Someone I know got a tech support scam popup that said their computer was being hacked. I said to bring the computer over. I wanted to see it.
I found the malicious site in the browser history–I’ll tell you how to do that after I finish my story–and pulled the page back up. The computer played an MP3 file with a scary-sounding message and urged me to call an 888 number. So I called. I got voicemail. I left a message.
Last Tuesday night my oldest son came into the room and told me he thought one of our computers was being hacked. So I kicked into incident response mode and walked into the other room to be greeted with a computer loudly telling me that Microsoft Security Essentials was unable to clean a virus and to immediately call Microsoft.
Instead I immediately shut down the computer. Here’s why.
A software developer asked me today about a website called Download More RAM. I don’t think he heard my other coworkers snicker. He asked if it’s possible to download RAM, then asked if it was a security issue. I said it’s best not to visit it, and spared him the history lesson.
Yes, there’s some history to it.
Buried unfortunately deep in August’s Social Engineer podcast was some outstanding advice from British TV star R. Paul Wilson, who turned scamming into prime-time BBC TV for several seasons.
Wilson, who literally has sold someone a bridge that he of course didn’t own, has lots of experience on both sides of scamming, so his experience is invaluable. I was just disappointed that we had to listen to 45 minutes of Christopher Hadnagy and David Kennedy arguing before we could hear it, so I’ll cut through the garbage.
Tax fraud is one of big payoffs from data breaches. But there’s a simple thing you can do to make it harder for a scammer to file your taxes if your employer or health insurance provider gets breached and your social security number is one of the ones that gets stolen.
Change your social networking profile.
FTDI is a company that makes computer chips for USB peripherals. Their chips are frequently cloned, which is an issue they have a right to deal with. But they have to be careful.
Breaking suspected cloned chips that consumers bought in good faith is the wrong answer. If I did that, it would be called hacking, and I would be sitting in jail right now, and probably would be facing a quarter-century in prison. Read more
In news that will surprise no one, Home Depot confirmed it’s had credit card data stolen.
I also learned that in an effort to defeat my usual security measures, people increasingly will buy cards local to them, so they can shop in the same zip code, or a very nearby zip code to the victim. They then buy expensive merchandise and/or gift cards. This tactic limits the market but increases the effectiveness if you happen to own the unlucky card that your malicious neighbor buys.
About the only way to defeat this behavior is to keep a close eye on your account statements, which means cutting down on credit card use probably would make it easier for you to notice fraud. And, of course, when your credit card company sends a new card, activate it as quickly as possible.
As for what happened, there’s lots of speculation but no confirmation as of yet. Now the start date has been revised back to perhaps sometime in April, and while the number of stores hasn’t been confirmed, the numbers I’m seeing range from 1,700 to all 2,200 of them.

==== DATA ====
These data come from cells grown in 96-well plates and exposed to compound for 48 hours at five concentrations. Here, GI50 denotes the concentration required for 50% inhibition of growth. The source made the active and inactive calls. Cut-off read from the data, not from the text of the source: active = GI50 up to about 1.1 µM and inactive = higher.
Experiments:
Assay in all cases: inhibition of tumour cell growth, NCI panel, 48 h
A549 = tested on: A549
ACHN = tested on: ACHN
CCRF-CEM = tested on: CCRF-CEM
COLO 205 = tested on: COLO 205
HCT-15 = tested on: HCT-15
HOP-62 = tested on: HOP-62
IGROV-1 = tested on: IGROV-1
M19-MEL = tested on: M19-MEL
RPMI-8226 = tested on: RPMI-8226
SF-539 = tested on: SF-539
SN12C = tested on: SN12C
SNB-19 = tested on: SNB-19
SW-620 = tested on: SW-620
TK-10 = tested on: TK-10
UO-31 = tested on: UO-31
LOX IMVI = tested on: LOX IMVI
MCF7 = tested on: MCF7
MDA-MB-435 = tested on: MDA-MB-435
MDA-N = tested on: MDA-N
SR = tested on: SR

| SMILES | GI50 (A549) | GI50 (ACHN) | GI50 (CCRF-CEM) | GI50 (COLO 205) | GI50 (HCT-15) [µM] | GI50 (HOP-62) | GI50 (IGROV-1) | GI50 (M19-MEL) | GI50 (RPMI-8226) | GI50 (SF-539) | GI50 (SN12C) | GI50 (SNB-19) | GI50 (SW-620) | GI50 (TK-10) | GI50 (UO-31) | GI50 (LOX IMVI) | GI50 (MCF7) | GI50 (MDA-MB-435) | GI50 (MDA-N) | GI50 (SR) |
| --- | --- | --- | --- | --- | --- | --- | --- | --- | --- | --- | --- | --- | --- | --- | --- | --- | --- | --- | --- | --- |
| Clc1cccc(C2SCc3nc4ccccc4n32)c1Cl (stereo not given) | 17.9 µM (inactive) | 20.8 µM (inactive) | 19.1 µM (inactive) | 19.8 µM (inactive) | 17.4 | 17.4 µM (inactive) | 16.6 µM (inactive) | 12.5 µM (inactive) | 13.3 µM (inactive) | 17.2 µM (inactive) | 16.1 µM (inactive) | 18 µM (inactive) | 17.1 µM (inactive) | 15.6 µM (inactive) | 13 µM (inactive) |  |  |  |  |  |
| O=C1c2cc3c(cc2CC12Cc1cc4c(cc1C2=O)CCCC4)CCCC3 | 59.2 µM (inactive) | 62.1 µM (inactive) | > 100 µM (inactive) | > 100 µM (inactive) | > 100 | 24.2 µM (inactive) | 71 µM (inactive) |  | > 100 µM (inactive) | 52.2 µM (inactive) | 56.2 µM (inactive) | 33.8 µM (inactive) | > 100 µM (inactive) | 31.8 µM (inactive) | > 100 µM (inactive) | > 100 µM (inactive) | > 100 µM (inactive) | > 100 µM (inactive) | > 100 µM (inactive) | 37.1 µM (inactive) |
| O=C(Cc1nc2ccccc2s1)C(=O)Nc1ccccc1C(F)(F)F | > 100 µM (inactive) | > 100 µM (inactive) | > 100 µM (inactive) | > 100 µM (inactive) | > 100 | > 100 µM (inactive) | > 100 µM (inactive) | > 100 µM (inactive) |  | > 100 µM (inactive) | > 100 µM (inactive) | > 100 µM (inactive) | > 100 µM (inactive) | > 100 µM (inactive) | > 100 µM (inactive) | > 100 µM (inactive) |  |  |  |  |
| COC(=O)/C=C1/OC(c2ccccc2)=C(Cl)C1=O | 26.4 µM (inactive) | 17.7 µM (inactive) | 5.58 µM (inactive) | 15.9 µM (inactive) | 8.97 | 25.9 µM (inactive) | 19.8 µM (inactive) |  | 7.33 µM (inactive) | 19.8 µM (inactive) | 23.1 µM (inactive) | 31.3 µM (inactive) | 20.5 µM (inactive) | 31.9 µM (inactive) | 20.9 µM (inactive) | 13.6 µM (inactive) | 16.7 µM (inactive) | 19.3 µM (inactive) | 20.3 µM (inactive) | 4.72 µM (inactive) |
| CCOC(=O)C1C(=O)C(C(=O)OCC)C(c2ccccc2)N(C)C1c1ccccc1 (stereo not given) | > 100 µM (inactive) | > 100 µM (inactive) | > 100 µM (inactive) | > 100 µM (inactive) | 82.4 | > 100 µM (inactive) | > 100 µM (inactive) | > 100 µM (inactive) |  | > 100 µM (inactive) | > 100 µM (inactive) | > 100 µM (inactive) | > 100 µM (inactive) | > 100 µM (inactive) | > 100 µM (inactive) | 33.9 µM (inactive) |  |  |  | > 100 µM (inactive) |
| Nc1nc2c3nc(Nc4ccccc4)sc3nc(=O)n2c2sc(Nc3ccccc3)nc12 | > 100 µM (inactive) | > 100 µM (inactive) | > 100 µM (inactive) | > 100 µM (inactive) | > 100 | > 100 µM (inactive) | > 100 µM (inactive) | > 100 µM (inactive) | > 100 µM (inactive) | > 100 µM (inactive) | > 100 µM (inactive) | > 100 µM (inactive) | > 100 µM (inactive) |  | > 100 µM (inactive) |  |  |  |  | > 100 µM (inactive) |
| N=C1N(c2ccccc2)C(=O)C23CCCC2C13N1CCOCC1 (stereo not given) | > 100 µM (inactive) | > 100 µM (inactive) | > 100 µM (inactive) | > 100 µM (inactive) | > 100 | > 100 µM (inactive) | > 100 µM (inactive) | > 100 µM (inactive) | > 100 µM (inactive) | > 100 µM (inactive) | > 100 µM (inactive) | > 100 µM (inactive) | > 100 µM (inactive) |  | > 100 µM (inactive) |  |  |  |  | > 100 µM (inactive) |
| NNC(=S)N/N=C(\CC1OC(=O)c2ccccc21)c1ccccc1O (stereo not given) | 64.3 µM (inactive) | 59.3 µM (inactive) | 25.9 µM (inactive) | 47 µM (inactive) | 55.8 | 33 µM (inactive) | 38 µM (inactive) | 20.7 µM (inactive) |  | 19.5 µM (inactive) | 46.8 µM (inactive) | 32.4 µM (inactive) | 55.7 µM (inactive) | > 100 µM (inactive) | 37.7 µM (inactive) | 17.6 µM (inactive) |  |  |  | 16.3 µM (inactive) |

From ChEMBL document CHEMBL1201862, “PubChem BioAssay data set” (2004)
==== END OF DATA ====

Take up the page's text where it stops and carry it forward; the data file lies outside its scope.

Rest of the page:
As far as what’s going on, I think we’re in a situation much like the era of The Cuckoo’s Egg, where the world is changing faster than the security world and the corporations who employ it can keep up. In a few years I’ll look back on it in awe of what I learned, but for now, I have to admit feeling scared more than anything. I think we’ll get through it, but at this point in the battle, I still don’t know how.
I did a little more digging after getting yet another fake technical support phone call last week, and I’ve done some thinking on my own. If you want to troll these criminals when they call you, here are some ideas. Read more
I got another “Windows Technical Support” call on Friday evening. My caller ID said Minneapolis, and since I have coworkers in Minneapolis, I answered. But the guy on the other end was a long way from Minneapolis and probably doesn’t know diddly about ice hockey.
I’m pretty sure it was the same criminal as last time, but over a better VOIP connection. I remember the voice pretty well, because his parting lines from last time, “Enjoy your broken computer, Mr. Genius Man!” struck me as funny. And he started the conversation with, “I’m calling you again about your Windows 7 computer.”
My conversation with him revealed a few things about why this scam is likely to be profitable.
As you’ve probably heard, Target had a bad month. Between the days of 27 November and 15 December, about 40 million credit card numbers were stolen, making it one of the biggest breaches of its kind in history. As far as we know, the card number and security code were stolen, but debit-card PINs and addresses were not.
Target says they have contained the breach and are cooperating with credit card companies and authorities. Cringely has some analysis, but it has more for people like me to think about how we do things at work than it does for consumers.
And, well, as luck would have it, I shopped a lot at Target between the days in question. And I used both my credit and debit card during that time. Here’s what I’m doing, some of which may be counter-intuitive.